12 December 2014
Two key trends have emerged as the new big deals in the food industry in the past few months: Butter is making a spectacular return and Caribbean flavour is heating up the London food scene
By Ungerer Limited
Beautifully flavoured finishing butters, butter sauce, artisan small batch house-churned butter, scented butters and delicious butter spreads are becoming a staple element at top restaurants.
Caribbean flavour is heating the London food scene up, bringing its spicy, zingy, fresh, fruity flavours to the mainstream. Now far beyond Jerk seasoning, could authentic Caribbean be the next globally influenced flavour trend?
Butters new life
Butter has received a bad rep in recent years getting the blame for increased risk of heart disease amongst other things. However, there is some evidence to prove that the lack of fats such as butter could be damaging. For the moment, butter can bask in its unctuous glory as sugar and processed foods take the pressure from health lobbyists, at least for the short term, letting chefs indulge in their mantra of “fat is flavour”.
The age of “finishing butter“ is upon us again. These can be savoury or sweet. The recipe for all flavoured butters is basically the same: soften unsalted butter and blend in the flavour ingredients with an electric mixer, traditionally only fresh herbs, lemon and lime juice used, however as this evolves into large scale food production, natural flavourings will become more common in process.
The “finishing butter” movement is expected to have a natural progressing into a “butter sauce” style category, to be used as a dressing for vegetables or a light marinade for meats and fish. This is already apparent to a very limited extent in some products on offer in supermarkets. Because the first stage of the introduction of this trend is already in place, consumers will be a lot more receptive to new flavour innovation and slightly more creative combinations. This trend will also cater to the luxury meal deal/dining in trend.
Products on market:
Tesco offers a range of single serve steak packs that come complete with a portion of flavoured serving butter. The flavours on offer are:
• Garlic & herb
• Lemon & spinach
Tesco also offers a range of serving/dressing butters with a selection of flavours:
• Garlic & herb
• Lime, coriander & chilli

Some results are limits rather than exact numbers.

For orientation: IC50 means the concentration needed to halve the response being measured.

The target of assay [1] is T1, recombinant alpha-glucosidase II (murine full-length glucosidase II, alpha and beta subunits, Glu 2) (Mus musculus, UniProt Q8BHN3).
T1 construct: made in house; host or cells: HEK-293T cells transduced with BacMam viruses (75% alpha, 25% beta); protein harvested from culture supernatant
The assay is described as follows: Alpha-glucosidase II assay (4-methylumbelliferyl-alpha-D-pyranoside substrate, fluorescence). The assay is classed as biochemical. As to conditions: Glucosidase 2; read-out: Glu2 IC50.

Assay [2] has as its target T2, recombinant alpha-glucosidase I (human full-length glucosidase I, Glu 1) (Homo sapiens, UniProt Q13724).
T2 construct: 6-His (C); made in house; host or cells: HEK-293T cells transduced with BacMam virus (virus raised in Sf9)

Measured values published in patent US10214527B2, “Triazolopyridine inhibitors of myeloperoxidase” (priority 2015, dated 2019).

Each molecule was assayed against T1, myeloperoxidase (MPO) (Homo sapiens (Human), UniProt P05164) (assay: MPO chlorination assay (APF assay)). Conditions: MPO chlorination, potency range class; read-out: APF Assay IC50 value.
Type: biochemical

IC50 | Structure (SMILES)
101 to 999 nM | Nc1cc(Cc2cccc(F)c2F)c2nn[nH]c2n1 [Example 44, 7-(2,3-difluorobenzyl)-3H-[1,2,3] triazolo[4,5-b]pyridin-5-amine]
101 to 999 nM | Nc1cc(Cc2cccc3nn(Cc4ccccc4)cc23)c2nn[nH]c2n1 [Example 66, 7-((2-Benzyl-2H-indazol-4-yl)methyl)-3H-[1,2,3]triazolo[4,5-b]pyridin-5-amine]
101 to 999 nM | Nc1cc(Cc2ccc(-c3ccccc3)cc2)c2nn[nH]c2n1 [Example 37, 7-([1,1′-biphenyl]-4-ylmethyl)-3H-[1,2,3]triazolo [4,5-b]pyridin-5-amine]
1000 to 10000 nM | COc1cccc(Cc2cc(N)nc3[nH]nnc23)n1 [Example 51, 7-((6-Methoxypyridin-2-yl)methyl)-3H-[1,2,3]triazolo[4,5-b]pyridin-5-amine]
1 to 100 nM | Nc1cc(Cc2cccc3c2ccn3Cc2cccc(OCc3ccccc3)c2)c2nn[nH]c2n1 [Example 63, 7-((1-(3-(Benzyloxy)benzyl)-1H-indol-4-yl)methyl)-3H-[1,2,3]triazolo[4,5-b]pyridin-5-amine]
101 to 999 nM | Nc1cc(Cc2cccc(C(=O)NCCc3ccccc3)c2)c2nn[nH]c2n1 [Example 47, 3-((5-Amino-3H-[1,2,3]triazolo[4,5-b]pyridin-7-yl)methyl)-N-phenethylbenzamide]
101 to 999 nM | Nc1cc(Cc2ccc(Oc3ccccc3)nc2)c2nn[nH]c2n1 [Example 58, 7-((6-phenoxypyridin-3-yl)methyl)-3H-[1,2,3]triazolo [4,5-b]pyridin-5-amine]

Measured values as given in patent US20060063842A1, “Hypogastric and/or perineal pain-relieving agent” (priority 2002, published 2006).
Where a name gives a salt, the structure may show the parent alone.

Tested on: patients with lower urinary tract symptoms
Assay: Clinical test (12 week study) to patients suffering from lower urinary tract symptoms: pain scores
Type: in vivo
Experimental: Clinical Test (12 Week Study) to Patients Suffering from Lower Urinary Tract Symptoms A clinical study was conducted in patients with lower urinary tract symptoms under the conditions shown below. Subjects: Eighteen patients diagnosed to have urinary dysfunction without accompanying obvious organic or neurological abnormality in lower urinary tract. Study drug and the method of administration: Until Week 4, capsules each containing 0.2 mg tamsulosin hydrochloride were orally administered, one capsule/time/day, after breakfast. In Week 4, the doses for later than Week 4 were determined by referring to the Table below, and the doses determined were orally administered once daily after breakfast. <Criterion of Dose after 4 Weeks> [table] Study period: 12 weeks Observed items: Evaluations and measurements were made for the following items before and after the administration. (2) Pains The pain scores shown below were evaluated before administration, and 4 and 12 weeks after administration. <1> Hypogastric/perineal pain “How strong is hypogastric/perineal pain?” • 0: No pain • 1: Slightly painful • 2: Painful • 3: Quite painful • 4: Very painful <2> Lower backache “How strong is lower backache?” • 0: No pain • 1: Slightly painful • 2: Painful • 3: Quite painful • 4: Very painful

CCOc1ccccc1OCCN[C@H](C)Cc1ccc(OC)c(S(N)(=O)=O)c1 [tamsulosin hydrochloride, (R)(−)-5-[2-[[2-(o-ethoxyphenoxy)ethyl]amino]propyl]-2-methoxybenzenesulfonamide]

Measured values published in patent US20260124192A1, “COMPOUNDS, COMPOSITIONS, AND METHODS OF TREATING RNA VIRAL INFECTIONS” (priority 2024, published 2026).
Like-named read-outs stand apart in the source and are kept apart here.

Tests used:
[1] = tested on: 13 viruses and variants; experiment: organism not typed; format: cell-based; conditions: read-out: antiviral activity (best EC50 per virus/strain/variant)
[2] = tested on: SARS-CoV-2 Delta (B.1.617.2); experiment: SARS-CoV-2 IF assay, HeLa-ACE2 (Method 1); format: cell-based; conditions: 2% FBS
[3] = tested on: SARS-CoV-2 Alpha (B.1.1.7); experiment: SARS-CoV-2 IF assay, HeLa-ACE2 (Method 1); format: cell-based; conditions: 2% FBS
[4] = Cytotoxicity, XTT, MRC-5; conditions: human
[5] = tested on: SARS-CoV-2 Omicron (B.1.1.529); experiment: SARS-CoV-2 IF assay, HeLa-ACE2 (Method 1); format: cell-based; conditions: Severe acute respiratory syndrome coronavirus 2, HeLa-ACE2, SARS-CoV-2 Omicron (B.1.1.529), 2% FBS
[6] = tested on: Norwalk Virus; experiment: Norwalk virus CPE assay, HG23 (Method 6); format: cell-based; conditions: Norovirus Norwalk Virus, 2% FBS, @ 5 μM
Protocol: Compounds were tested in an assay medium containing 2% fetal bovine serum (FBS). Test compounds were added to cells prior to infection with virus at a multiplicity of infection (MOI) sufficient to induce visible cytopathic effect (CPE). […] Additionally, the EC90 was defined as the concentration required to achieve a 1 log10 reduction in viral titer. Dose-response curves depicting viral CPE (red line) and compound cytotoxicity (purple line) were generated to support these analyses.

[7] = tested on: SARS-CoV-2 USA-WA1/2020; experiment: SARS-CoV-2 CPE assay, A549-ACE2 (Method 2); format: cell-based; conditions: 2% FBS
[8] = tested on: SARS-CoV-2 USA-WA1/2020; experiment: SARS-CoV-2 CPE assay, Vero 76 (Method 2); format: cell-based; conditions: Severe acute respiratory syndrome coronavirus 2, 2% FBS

• Basil, parmesan & tomato
Young’s, Birdsey and other major brands all also offer ranges of cook’in’bag fish and chicken products all with basic butter sauces, herbs, or tomato styled varieties.
Carribbean flavours explosion
Caribbean food is making its mark on the major cities in the UK. The best of the tropical island flavours bring in a new element for the authentic global flavour craze to explore! Forget heavy fried foods and cast the thoughts of endless rice and peas aside. The new wave of authentic Caribbean flavour is all about spicy Jerk, zingy lime and fresh and fruity as the healthier side of Caribbean cuisine reveals its true glory.
London seems to be the home of this trend, with a multitude of restaurants, rum bars and healthy, exciting street food vendors selling truly authentic Caribbean dishes.
What food can we expect to see?
Jerk: A native Jamaican dish traditionally applied to pork and chicken, however, modern uses also apply it to fish, shrimp, shellfish, beef, sausages and tofu. Jerk seasoning classically consists of allspice (called “pimento” in Jamaica) and Scotch bonnet peppers (among the hottest peppers on the scoville scale). Other ingredients include cloves, cinnamon, scallions, nutmeg, thyme, garlic, salt and pepper.
Ackee & saltfish: Another traditional Jamaican dish, internally known as Jamaica’s national dish. Saltfish is salt cod, preserved by salting and drying. The ackee fruit was imported to Jamaica from West Africa. In the UK, Canada and the US, Ackee & Saltfish is eaten widely, although canned ackee is more often used than fresh in some foreign countries. When cooked, ackee has a soft texture, somewhat akin to scrambled egg.
Curry goat: Originating from Indo-Jamaican cuisine, curry goat is now regarded as being typical of Jamaica. The dish has spread through the English-speaking Caribbean and also the Caribbean diaspora in North America and Great Britain. It is considerably milder than the equivalent dishes from the Indian subcontinent and is flavoured with a spice mix that is typical of Indo-Jamaican cooking and Scotch bonnet peppers. It is almost always served with rice and typically Caribbean side dishes such as fried plantain.
Rice & peas: Rice and peas is the mainstay of the Jamaican diet and is traditionally, but not exclusively, eaten with Sunday meal. The dish is made with rice and any available legume such as red kidney beans, pigeon/gungo peas or cowpeas. The peas are boiled with pimento seeds (allspice) and garlic until tender. Salt, Scotch bonnets, thyme, scallion and coconut milk are then added along with the rice and left to simmer until cooked.